The Royal Navy, having been tipped off about the shipment waylaid the boat, which was promptly scuttled by the captain, and the crew captured. The Lord Lieutenant of Ireland in Dublin — the nerve center of British control of Ireland — was put on alert, but before measures could be taken for defense, the rising began on Easter Monday. Twelve hundred armed Irish volunteers assembled in Dublin and began sealing off streets and seizing strategic locations near the town center. Soldiers and police were gunned down when they tried to respond, and the city of Dublin became a war zone. The rebels failed to capture the castle or the ports, probably for lack of men, but held the post office as headquarters till it caught fire from canon shells and burned down, leaving only the façade. The fighting was street-to-street and house-to-house. Smaller risings across Ireland were also attempted but with very little success. British reinforcements overwhelmed the rebels and a truce was struck six days after the fighting began.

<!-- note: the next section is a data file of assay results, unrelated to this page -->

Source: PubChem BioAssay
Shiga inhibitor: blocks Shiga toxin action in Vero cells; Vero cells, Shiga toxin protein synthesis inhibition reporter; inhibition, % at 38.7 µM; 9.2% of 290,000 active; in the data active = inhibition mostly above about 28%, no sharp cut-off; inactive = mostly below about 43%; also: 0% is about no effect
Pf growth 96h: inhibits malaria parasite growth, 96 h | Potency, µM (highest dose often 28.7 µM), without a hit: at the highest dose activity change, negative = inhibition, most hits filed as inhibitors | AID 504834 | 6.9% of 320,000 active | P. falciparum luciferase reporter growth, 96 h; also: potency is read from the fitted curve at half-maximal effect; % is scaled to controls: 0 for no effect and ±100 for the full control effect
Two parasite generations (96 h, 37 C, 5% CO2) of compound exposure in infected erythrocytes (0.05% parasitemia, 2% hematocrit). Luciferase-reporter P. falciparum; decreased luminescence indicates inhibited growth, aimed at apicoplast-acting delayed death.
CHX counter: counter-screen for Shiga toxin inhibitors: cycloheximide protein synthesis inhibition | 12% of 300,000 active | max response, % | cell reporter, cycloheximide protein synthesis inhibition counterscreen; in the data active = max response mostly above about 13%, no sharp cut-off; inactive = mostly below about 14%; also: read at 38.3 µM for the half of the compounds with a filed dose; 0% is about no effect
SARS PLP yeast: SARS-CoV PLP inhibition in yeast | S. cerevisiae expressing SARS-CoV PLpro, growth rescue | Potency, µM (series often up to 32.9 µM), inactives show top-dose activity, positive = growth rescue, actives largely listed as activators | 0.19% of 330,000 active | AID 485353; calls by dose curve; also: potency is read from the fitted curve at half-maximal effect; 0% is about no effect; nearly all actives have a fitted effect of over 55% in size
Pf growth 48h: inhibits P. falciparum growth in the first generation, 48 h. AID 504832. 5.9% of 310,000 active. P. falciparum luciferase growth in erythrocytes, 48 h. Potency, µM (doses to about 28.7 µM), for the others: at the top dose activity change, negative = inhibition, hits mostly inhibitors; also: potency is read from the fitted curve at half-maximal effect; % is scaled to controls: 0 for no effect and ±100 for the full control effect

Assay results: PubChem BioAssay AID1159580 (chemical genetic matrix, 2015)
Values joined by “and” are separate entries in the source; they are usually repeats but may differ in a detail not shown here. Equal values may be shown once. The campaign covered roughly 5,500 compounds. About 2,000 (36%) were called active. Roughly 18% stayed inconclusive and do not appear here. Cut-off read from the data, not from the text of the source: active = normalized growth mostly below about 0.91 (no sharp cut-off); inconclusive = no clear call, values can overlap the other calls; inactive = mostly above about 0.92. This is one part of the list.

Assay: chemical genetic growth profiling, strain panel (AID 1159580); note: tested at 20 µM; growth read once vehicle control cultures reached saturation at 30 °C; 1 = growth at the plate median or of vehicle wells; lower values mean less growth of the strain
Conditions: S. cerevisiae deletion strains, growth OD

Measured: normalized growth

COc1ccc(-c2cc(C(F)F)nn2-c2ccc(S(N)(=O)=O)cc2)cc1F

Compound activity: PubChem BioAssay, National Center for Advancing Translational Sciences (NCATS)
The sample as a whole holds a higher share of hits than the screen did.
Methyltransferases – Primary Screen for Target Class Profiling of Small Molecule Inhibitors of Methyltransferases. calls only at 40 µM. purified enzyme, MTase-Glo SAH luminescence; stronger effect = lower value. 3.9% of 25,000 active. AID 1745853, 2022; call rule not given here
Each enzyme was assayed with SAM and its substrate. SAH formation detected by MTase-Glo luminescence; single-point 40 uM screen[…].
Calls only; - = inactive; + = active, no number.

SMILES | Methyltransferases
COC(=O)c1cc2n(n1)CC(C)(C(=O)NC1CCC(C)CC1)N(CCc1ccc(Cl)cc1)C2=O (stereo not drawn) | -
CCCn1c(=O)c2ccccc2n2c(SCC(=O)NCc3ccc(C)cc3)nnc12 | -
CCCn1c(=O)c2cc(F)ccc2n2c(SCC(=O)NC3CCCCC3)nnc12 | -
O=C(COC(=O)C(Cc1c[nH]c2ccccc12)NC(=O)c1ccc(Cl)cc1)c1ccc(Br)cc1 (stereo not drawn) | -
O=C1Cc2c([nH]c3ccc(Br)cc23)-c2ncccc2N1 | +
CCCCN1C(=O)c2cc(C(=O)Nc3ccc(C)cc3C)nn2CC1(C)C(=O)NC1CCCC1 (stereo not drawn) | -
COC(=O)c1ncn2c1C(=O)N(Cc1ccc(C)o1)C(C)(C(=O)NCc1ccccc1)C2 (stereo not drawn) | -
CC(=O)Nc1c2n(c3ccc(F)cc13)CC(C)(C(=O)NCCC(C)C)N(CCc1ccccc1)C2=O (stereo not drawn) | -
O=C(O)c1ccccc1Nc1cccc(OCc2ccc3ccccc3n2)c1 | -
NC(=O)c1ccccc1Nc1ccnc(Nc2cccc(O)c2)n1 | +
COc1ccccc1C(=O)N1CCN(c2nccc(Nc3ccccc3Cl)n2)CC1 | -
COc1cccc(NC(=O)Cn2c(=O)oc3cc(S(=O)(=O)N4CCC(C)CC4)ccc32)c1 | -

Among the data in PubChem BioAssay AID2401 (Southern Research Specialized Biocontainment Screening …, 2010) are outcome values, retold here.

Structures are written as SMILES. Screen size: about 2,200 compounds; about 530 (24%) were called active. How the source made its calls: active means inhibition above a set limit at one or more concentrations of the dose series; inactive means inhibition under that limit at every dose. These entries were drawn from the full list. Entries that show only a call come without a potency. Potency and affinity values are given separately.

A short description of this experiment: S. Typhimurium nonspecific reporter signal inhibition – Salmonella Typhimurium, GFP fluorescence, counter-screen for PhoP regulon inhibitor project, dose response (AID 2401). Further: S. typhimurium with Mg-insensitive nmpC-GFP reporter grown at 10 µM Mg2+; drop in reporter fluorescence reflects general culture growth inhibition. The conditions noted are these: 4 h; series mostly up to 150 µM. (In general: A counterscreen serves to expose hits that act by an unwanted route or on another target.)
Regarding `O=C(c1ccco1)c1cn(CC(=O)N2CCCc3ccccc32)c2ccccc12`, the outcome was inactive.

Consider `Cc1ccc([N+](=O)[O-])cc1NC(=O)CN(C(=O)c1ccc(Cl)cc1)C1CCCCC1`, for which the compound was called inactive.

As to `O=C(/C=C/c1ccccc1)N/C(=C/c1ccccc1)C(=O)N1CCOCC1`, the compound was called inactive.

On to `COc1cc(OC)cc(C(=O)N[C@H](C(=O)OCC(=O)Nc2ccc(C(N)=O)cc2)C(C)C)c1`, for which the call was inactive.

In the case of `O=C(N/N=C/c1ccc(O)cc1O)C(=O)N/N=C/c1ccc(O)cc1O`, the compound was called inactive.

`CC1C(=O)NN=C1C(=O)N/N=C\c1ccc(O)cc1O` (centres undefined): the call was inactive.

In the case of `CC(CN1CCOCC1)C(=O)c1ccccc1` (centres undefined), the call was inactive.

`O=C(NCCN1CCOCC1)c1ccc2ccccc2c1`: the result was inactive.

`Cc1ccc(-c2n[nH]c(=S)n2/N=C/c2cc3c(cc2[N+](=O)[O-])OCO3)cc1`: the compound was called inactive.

About 485 people died in the rising, more than half of them civilians. About 2,600 were wounded. The reprisals were deadly. Secret trials condemned ninety to death, the British authorities carried out fifteen executions, including most of the leaders of the Irish Brotherhood, and several others, without previous judicial warrant. The executions engendered much sympathy from Ireland, Britain and America. Irish independence organizations resorted to arms again in 1921, with many more casualties and horrors visited on Ireland by both sides. Britain created the Irish Free State in 1922. For all practical purposes, Henry VIII and his successors were history, at least in the counties below Ulster.